By Reza Aslan
By Reza Aslan
On a summer day in 1325, a 21-year-old legal scholar named Muhammad Ibn Battuta set off from his home in Tangier, Morocco, on a pilgrimage to the sacred city of Mecca. “I braced my resolution to quit all my dear ones, female and male, and forsook my home as birds forsake their nests,” a much older Ibn Battuta rhapsodized in the celebrated account of his journey, the Rihla.
That journey would last nearly 30 years and cover more than 100,000 km. By the time Ibn Battuta returned to Tangier, he had traversed — by foot, by donkey, by camel and by boat — nearly the entire length of the Muslim world and beyond on a quest for knowledge and experience. And while that quest would ultimately take him as far as China (for did not the Prophet Muhammad encourage his followers to “seek knowledge, even in China”?), for the most part, Ibn Battuta kept within the boundaries of what was known at the time as Dar al-Islam, “the abode of Islam” — that region of the world where Muslims ruled and Islamic law prevailed.
As a purely geographic designation, Dar al-Islam referred to the stretch of land that fell under Muslim sovereignty, with Mecca — the “congress of the Muslim world,” as Ibn Battuta termed it — pulsing at its heart. Yet for him and his contemporaries, Dar al-Islam connoted more than mere geography. It was above all else an ideal, an aspiration, a shared sense of consciousness held by a global collection of like-minded individuals who maintained more or less the same beliefs and practices and who, as such, composed a single, unified and divine community: the ummah.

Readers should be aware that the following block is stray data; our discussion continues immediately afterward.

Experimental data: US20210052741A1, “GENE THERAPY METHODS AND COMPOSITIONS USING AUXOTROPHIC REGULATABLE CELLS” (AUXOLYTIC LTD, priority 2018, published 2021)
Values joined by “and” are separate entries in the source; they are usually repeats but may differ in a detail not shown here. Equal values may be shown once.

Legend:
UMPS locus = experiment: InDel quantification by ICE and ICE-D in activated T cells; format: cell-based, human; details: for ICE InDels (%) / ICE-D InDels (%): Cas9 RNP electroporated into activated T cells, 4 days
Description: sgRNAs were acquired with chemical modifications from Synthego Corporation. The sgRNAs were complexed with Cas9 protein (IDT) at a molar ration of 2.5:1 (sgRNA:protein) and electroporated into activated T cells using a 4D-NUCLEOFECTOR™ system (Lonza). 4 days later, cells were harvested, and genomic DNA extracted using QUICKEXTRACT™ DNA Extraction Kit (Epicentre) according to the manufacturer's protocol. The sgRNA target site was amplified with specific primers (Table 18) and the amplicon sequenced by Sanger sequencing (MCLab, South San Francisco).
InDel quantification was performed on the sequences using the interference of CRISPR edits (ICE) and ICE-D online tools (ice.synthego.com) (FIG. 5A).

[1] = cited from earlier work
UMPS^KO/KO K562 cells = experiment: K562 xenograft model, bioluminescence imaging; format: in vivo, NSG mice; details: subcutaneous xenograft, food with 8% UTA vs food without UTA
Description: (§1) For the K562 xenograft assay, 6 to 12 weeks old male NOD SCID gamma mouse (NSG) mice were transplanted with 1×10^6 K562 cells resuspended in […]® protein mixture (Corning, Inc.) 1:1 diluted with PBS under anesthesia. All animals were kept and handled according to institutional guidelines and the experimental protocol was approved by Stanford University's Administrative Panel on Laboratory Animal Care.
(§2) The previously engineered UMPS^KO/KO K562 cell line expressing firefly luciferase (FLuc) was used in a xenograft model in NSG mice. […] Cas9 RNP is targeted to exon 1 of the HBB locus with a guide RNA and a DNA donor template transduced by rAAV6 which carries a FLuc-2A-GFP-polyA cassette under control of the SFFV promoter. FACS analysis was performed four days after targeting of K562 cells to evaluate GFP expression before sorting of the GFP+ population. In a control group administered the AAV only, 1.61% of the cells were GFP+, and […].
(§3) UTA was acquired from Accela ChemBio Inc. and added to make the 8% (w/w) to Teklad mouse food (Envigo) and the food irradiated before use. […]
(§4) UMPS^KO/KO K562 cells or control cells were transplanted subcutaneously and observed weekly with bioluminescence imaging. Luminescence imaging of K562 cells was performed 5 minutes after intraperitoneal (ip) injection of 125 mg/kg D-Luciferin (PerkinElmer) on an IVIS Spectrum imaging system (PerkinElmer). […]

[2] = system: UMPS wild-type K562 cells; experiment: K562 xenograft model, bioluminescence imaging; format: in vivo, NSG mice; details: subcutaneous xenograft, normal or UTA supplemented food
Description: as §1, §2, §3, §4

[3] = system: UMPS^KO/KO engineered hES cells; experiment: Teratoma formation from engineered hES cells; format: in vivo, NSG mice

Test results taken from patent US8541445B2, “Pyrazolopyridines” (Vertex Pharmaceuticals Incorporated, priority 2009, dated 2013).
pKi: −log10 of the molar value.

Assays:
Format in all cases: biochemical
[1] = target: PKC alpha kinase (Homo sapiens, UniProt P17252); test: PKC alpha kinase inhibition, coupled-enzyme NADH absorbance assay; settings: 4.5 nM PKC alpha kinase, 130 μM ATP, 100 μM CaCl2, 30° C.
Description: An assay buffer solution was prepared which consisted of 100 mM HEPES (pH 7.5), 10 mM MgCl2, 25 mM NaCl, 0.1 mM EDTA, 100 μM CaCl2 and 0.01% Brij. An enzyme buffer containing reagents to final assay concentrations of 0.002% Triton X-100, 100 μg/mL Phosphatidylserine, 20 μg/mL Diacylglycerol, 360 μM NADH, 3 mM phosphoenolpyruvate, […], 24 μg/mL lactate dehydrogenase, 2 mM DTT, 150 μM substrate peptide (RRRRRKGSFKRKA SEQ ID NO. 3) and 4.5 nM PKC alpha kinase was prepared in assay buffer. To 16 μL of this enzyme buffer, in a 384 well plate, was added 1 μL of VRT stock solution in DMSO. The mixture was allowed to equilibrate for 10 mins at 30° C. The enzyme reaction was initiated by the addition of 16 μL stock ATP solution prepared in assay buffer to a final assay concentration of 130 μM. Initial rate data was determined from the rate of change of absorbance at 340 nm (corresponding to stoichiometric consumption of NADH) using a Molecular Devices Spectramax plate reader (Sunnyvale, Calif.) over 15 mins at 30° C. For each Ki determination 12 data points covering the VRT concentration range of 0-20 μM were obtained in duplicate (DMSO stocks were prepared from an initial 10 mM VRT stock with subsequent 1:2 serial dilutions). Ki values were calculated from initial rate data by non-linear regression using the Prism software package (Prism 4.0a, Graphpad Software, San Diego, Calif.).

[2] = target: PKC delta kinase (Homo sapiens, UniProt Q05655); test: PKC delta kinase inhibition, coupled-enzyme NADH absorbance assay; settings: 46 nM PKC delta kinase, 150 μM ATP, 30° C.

This is what the pilgrim and the merchant, the warrior and the peasant would have understood as the source of his or her identity. Indeed, as U.S. historian Ross Dunn notes, Ibn Battuta “was a member of the literate, mobile, world-minded elite” and would have regarded himself as a citizen “not of Morocco, but of Dar al-Islam, to whose universalist spiritual, moral, and social values he was loyal above any other allegiance.”
Although Muslims made up the majority of Dar al-Islam’s population, and while the norms, values and customs of the people aligned with the fundamental precepts of Islam, it was the enormous diversity of the ummah scattered across these lands that so struck Ibn Battuta. He saw things in his travels through the Muslim world that were as foreign to him as they would have been to a stranger.
In Turkey, he was taken aback by the behavior of certain Muslim women who seemed to dominate their husbands. In the Maldives, he was scandalized by the clothing and customs of the natives. Across central Asia, he was constantly shocked by the practices of the Mongols that so drastically conflicted with his orthodox sensibilities. In other words, while the population of Dar al-Islam may have shared Ibn Battuta’s allegiance to the One God and his Final Messenger, it in no way shared his culture, customs, habits and worldview.